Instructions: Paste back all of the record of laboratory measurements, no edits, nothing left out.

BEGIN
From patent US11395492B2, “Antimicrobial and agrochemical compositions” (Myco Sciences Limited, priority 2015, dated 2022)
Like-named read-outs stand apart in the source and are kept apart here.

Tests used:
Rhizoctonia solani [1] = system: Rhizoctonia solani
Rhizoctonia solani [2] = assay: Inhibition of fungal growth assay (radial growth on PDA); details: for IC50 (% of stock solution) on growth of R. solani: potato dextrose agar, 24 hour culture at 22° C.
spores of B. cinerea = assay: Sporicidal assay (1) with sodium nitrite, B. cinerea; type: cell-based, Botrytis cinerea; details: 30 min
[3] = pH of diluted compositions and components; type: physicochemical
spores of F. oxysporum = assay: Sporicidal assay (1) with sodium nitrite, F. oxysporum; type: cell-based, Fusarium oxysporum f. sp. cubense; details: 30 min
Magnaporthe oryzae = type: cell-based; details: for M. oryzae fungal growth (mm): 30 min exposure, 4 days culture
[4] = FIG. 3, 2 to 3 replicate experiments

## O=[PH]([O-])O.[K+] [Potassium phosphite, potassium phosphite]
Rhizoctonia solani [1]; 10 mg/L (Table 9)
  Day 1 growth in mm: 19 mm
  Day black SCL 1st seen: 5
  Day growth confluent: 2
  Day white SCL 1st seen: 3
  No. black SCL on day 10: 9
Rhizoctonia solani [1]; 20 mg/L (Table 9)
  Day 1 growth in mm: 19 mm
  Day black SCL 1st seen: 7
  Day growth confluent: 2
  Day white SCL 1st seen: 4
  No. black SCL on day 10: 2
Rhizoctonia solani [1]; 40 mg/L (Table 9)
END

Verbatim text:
From patent US11395492B2, “Antimicrobial and agrochemical compositions” (Myco Sciences Limited, priority 2015, dated 2022)
Like-named read-outs stand apart in the source and are kept apart here.

Tests used:
Rhizoctonia solani [1] = system: Rhizoctonia solani
Rhizoctonia solani [2] = assay: Inhibition of fungal growth assay (radial growth on PDA); details: for IC50 (% of stock solution) on growth of R. solani: potato dextrose agar, 24 hour culture at 22° C.
spores of B. cinerea = assay: Sporicidal assay (1) with sodium nitrite, B. cinerea; type: cell-based, Botrytis cinerea; details: 30 min
[3] = pH of diluted compositions and components; type: physicochemical
spores of F. oxysporum = assay: Sporicidal assay (1) with sodium nitrite, F. oxysporum; type: cell-based, Fusarium oxysporum f. sp. cubense; details: 30 min
Magnaporthe oryzae = type: cell-based; details: for M. oryzae fungal growth (mm): 30 min exposure, 4 days culture
[4] = FIG. 3, 2 to 3 replicate experiments

## O=[PH]([O-])O.[K+] [Potassium phosphite, potassium phosphite]
Rhizoctonia solani [1]; 10 mg/L (Table 9)
  Day 1 growth in mm: 19 mm
  Day black SCL 1st seen: 5
  Day growth confluent: 2
  Day white SCL 1st seen: 3
  No. black SCL on day 10: 9
Rhizoctonia solani [1]; 20 mg/L (Table 9)
  Day 1 growth in mm: 19 mm
  Day black SCL 1st seen: 7
  Day growth confluent: 2
  Day white SCL 1st seen: 4
  No. black SCL on day 10: 2
Rhizoctonia solani [1]; 40 mg/L (Table 9)